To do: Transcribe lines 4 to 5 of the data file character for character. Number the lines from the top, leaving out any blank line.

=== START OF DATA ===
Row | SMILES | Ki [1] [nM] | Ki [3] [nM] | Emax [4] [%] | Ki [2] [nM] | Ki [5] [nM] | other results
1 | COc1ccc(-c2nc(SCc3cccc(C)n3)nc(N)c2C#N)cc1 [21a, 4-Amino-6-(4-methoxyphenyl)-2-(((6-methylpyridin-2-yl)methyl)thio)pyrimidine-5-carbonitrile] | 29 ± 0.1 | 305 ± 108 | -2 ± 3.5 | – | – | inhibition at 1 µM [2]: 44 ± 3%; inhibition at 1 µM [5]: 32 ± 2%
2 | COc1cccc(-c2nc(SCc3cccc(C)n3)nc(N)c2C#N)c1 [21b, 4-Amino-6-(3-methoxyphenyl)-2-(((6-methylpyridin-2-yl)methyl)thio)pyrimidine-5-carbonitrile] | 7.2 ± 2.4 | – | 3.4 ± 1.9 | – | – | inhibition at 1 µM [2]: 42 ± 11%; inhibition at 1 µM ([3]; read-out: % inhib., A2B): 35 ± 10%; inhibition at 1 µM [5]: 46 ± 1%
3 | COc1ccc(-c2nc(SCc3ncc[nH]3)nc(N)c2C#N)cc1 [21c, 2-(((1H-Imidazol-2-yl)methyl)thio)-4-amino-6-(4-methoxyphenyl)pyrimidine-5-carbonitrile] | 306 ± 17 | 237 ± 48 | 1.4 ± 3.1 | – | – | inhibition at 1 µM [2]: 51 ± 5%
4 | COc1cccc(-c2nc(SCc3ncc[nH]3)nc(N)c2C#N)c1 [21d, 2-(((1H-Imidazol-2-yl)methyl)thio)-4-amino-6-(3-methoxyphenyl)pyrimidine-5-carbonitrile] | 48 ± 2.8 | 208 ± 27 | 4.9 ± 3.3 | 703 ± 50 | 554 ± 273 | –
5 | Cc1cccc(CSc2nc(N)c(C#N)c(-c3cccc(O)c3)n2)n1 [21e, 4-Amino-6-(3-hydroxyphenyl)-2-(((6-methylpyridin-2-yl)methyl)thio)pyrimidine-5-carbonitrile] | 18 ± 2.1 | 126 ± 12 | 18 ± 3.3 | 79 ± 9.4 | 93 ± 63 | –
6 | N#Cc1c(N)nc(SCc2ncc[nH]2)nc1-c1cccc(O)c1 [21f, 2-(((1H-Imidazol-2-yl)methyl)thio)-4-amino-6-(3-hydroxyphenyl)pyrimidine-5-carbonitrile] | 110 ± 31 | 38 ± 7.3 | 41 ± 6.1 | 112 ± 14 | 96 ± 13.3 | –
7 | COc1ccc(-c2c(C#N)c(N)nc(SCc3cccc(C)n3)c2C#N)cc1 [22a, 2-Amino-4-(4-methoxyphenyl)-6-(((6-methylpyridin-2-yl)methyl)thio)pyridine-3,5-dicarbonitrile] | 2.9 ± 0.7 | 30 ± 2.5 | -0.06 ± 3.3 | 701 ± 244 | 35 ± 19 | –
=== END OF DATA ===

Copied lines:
3 | COc1ccc(-c2nc(SCc3ncc[nH]3)nc(N)c2C#N)cc1 [21c, 2-(((1H-Imidazol-2-yl)methyl)thio)-4-amino-6-(4-methoxyphenyl)pyrimidine-5-carbonitrile] | 306 ± 17 | 237 ± 48 | 1.4 ± 3.1 | – | – | inhibition at 1 µM [2]: 51 ± 5%
4 | COc1cccc(-c2nc(SCc3ncc[nH]3)nc(N)c2C#N)c1 [21d, 2-(((1H-Imidazol-2-yl)methyl)thio)-4-amino-6-(3-methoxyphenyl)pyrimidine-5-carbonitrile] | 48 ± 2.8 | 208 ± 27 | 4.9 ± 3.3 | 703 ± 50 | 554 ± 273 | –